The remainder of the CKI-7 inhibitor, the aminoethyl-sulfonamide, adopts different conformations when bound to the two APH enzymes. In APH(3′)-IIIa, the aminoethyl-amide adopts an extended conformation and it is situated just beyond the ribose-binding area, toward the solvent exposed opening of the ATP-binding pocket (Figure 2A and 3A). Alternatively, using the terminology of the different compartments in the ATP-binding site of ePK, the aminoethyl-sulfonamide lies adjacent to the ribose-binding pocket, bordering the specificity surface  or the entrance pocket . This portion of the inhibitor is more flexible than the isoquinoline ring as reflected by the relatively higher thermal factors. Two hydrogen bonds are observed between this section of the CKI-7 and the APH(3′)-IIIa (Figure 2A). One of which is found between one of the oxygen atoms of the sulfonyl group (O2S) and the hydroxyl group of Tyr42. The second hydrogen bond is formed between the terminal nitrogen of the aminoethyl tail, N2′, and the main chain carbonyl of Ser194. An analogous interaction is observed in the APH(3′)-IIIa-nucleotide complex between the carbonyl of Ser194 and the O3′ of the ribose, which approximately overlaps the N2′ of CKI-7. In APH(9)-Ia, the aminoethyl group of the inhibitor is positioned in the entrance pocket  or the solvent-exposed side of the adenine-binding pocket and it points back at itself forming an intramolecular interaction with the equatorial sulfonyl oxygen atom (O2S) (Figure 2B,3A). The inhibitor also makes a second interaction with the linker region of APH(9)-Ia via the Nβ of the aminoethyl tail and the main chain carbonyl of Ile103. No interactions, direct or water-mediated, are observed between the linker of APH(3′)-IIIa and the aminoethyl of CKI-7 since the linker is one residue longer in APH(3′)-IIIa and is situated over 7 Å away from the binding pocket compared to the equivalent in APH(9)-Ia (Figure 3A).
Comparison of CKI-7-bound APHs and casein kinase 1
The crystal structure CK1 in complex with CKI-7 has been determined  (Figure 1C). Here, CKI-7 also occupies the ATP-binding cleft of CK1, and the overall structures of the inhibitor- and nucleotide-bound CK1 are the same, differing slightly in the glycine-rich loop, analogous to what is observed for APH(3′)-IIIa and APH(9)-Ia. The isoquinoline ring of the inhibitor is coplanar with the adenine moiety of ATP and the aminoethyl-sulfonamide points away from the ribose toward the solvent accessible opening of the binding pocket. When the CKI-7-bound structures of APH(3′)-IIIa, APH(9)-Ia, and CK1 are superposed using the coordinates of conserved active site residues, it is apparent that the plane of the isoquinoline ring in the CK1 structure differs from that observed in APH(3′)-IIIa by a rotation of approximately 40° (Figure 3B) but is nearly coplanar to that in APH(9)-Ia (Figure 3C), analogous to the binding of the adenine ring in the nucleotide-bound enzymes . Furthermore, the linker region of CK1, in particular the N-terminal section which form hydrogen bond contacts with the ring structure of the ligand, superpose well with that of APH(9)-Ia.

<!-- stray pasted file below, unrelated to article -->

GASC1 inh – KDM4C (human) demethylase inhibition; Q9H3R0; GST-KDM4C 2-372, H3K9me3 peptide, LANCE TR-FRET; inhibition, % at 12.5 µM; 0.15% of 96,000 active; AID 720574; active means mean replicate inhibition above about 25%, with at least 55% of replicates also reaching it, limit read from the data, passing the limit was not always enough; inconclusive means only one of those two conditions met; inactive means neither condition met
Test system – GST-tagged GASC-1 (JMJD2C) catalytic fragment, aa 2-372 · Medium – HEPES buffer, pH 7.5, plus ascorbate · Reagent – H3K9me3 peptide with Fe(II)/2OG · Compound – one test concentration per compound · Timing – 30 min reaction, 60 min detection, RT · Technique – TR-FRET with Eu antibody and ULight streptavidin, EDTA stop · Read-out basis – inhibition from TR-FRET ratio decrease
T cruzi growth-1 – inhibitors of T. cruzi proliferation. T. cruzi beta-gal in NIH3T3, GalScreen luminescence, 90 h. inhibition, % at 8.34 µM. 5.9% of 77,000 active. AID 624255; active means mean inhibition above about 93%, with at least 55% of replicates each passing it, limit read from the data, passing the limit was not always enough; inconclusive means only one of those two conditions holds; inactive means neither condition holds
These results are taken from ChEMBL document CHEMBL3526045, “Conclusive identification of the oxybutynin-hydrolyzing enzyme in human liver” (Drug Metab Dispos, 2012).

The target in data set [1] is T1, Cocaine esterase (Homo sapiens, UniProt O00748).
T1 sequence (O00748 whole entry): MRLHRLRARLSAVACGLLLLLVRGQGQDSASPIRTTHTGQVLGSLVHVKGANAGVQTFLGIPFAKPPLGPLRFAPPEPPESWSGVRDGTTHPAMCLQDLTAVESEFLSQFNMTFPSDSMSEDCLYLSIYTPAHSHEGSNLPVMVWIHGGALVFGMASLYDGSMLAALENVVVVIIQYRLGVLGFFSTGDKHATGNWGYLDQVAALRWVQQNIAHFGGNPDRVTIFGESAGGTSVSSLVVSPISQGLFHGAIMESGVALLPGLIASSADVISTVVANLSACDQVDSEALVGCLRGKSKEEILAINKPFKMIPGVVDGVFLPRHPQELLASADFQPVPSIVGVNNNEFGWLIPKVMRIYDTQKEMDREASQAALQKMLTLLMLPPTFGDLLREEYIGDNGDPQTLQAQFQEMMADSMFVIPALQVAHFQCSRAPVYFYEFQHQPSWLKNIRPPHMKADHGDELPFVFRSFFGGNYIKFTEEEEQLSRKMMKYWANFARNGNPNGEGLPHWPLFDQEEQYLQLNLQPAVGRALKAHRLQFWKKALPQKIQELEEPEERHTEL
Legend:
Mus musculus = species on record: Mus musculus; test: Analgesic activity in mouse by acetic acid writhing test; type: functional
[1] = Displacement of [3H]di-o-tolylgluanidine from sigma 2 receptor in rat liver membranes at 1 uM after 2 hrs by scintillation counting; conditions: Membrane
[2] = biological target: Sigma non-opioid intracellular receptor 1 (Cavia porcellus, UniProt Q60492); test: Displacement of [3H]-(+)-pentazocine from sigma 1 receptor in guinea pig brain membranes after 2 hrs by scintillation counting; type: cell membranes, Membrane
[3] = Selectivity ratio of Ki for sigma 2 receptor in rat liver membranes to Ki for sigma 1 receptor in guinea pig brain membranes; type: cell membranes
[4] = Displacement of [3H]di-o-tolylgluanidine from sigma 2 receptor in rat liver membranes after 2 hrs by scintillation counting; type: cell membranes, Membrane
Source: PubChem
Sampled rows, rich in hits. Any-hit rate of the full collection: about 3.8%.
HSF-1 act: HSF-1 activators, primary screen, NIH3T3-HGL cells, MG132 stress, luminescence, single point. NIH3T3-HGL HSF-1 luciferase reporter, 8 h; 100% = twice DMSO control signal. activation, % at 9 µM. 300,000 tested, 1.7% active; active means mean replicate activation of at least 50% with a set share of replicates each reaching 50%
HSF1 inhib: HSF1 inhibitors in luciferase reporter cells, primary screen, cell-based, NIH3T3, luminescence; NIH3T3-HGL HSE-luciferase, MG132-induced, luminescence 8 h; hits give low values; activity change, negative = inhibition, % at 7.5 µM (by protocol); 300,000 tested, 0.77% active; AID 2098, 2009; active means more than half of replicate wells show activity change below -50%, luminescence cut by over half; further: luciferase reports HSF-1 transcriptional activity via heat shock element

The hydrogen bond between the cyclic nitrogen and a main chain amide (Leu88 in CK1) in the linker of the enzyme is also present in the CKI-7-bound CK1 (Figure 3B,C). The equivalent hydrogen bond observed between N1 of adenine and the tethering segment in the three enzymes is conserved in all adenine-binding to ePKs . This hydrogen bond is not unique to isoquinolinesulfonamide type inhibitors binding to the three enzymes discussed here. A majority of ePK crystal structures complexed with an ATP-competitive inhibitor form at least one hydrogen bond with residues in the linker region, mimicking the ones between N1 and/or the exocyclic N6 of the adenine and the enzyme . The significance of the hydrogen bond interaction is corroborated by a previous observation in which naphthalene sulfonamide molecules did not display selective inhibition against ePKs until the all-carbon naphthalene ring is substituted with an isoquinoline .